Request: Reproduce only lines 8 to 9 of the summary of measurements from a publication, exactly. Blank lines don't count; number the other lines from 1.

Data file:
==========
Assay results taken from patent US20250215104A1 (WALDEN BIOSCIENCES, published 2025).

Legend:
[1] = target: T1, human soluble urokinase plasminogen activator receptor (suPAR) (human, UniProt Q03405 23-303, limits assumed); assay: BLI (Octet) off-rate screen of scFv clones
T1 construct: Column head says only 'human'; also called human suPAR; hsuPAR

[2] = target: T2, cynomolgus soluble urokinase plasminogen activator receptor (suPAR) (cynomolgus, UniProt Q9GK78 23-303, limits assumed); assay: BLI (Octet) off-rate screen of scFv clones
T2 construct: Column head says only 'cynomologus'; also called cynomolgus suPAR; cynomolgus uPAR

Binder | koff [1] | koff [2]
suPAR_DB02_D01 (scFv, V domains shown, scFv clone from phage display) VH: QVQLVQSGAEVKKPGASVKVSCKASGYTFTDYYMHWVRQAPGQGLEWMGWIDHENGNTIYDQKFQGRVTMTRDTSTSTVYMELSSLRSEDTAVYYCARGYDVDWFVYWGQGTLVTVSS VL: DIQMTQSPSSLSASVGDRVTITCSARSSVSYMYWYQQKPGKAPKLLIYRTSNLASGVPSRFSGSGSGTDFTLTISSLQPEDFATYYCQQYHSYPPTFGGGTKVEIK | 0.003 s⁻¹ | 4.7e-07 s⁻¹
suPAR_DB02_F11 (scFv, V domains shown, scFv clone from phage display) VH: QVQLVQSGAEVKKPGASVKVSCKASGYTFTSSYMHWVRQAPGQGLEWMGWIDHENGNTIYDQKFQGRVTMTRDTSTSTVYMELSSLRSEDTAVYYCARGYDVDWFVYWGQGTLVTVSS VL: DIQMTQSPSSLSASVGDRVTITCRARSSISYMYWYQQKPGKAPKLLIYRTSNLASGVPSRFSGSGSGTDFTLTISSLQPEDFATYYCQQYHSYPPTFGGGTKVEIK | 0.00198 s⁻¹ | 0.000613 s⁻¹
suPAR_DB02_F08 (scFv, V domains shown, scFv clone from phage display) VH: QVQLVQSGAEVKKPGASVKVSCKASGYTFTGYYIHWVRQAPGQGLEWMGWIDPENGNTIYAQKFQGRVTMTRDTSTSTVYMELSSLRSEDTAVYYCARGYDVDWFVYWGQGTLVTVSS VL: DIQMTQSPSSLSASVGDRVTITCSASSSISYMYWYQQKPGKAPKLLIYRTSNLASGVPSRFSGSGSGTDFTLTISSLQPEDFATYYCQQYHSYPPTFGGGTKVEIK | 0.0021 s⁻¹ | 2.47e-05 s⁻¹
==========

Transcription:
suPAR_DB02_D01 (scFv, V domains shown, scFv clone from phage display) VH: QVQLVQSGAEVKKPGASVKVSCKASGYTFTDYYMHWVRQAPGQGLEWMGWIDHENGNTIYDQKFQGRVTMTRDTSTSTVYMELSSLRSEDTAVYYCARGYDVDWFVYWGQGTLVTVSS VL: DIQMTQSPSSLSASVGDRVTITCSARSSVSYMYWYQQKPGKAPKLLIYRTSNLASGVPSRFSGSGSGTDFTLTISSLQPEDFATYYCQQYHSYPPTFGGGTKVEIK | 0.003 s⁻¹ | 4.7e-07 s⁻¹
suPAR_DB02_F11 (scFv, V domains shown, scFv clone from phage display) VH: QVQLVQSGAEVKKPGASVKVSCKASGYTFTSSYMHWVRQAPGQGLEWMGWIDHENGNTIYDQKFQGRVTMTRDTSTSTVYMELSSLRSEDTAVYYCARGYDVDWFVYWGQGTLVTVSS VL: DIQMTQSPSSLSASVGDRVTITCRARSSISYMYWYQQKPGKAPKLLIYRTSNLASGVPSRFSGSGSGTDFTLTISSLQPEDFATYYCQQYHSYPPTFGGGTKVEIK | 0.00198 s⁻¹ | 0.000613 s⁻¹